Honor doesn’t get that protection and she is definitely not a romantic. Faced with this particular problem, she barters her virginity in exchange for a husband and a home. But, she is hardly a dutiful daughter-in-law. She does learn the business of being a dairy famer’s wife, but not in a spirit of willingness. You can’t blame Honor’s mother-in-law from being less than enamoured of her son’s new wife.

Chevalier, you may say, doesn’t ‘do’ romantic heroines. Which is true. She gives us interesting characters; real people, flaws and all. In this case she has opted for a self-righteous, critical girl who is admirable in some ways but no malleable young thing. Honor is a skilled needlewoman: she is courageous, and tough. She is also a fish out of water who refuses to adapt. And humourless.

I’m not going to talk about the ups and downs of the plot except to say how interesting I found the character of Belle, the milliner and sister of the sinister slave-catcher Donovan. I did wonder whether or not Honor might have chosen to stay with Belle and work in her shop – perhaps even taking it over eventually? Instead, she chose to marry the Haymaker boy, who seemed good husband material. Donovan, however, is well enough drawn to make a striking contrast with Jack Haymaker and to make us understand Honour’s attraction to him.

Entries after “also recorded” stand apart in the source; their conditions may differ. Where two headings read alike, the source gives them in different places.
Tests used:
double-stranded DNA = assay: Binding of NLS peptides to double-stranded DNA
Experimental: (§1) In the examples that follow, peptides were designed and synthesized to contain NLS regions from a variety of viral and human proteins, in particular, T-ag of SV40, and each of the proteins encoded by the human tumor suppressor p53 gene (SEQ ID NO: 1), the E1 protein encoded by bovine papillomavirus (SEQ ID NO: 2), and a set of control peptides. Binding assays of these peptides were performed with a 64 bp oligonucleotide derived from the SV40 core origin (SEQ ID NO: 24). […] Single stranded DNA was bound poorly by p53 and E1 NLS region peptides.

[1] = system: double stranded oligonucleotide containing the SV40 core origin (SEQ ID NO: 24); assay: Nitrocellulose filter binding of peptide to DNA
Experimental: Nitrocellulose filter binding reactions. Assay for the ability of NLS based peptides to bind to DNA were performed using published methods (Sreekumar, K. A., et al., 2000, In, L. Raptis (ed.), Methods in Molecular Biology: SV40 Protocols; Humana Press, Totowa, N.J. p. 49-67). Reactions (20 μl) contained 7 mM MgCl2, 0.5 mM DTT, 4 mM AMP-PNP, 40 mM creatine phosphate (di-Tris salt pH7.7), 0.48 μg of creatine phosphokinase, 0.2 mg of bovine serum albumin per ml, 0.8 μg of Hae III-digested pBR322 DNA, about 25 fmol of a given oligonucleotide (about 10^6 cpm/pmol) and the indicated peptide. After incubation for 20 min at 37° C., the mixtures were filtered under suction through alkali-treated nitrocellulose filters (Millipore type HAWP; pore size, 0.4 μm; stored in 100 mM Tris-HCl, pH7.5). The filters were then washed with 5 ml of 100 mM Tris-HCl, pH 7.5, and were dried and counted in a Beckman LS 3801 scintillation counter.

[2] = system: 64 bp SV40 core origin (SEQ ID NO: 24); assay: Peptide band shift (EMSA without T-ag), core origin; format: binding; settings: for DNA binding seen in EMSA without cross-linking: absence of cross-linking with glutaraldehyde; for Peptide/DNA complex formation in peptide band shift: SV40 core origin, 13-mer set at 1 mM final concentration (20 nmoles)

So what of Belle’s action in killing her brother to let the ex-slave he’s caught go free? Do I believe Belle would do it? I’m really not sure. It is possible. The writer has given Belle a fatal cancer or maybe tuberculosis which softens the fact for the reader that she is responsible for killing Donovan, because she is going to die anyway. But, Belle’s subsequent trial and punishment has been neatly ignored by the writer. Does she get let off because she is ill? Does she suffer the ultimate penalty? I found this omission slightly annoying.

Let’s talk about quilts. The term itself may need explanation. A quilted fabric is one where several layers are stitched together from top to bottom, sometimes in complicated patterns. Some of the earliest that I’ve seen were done in Tudor times, making patterns with white thread on a white ground. Beautiful work. Later on the quilt makers diversified into piecing different fabrics together to make a repeating pattern, and, in another method, by inserting a medallion which has been heavily embroidered, into the centre of an otherwise plain quilt. Some had elaborate edging. All of these early quilts would have had the different layers overstitched together, sometimes with a conflicting pattern and sometimes along the lines of the original design.

But a quilt is a generic term for what is now called a duvet, where a bag of some filling is inserted into another bag made of plain or patterned material.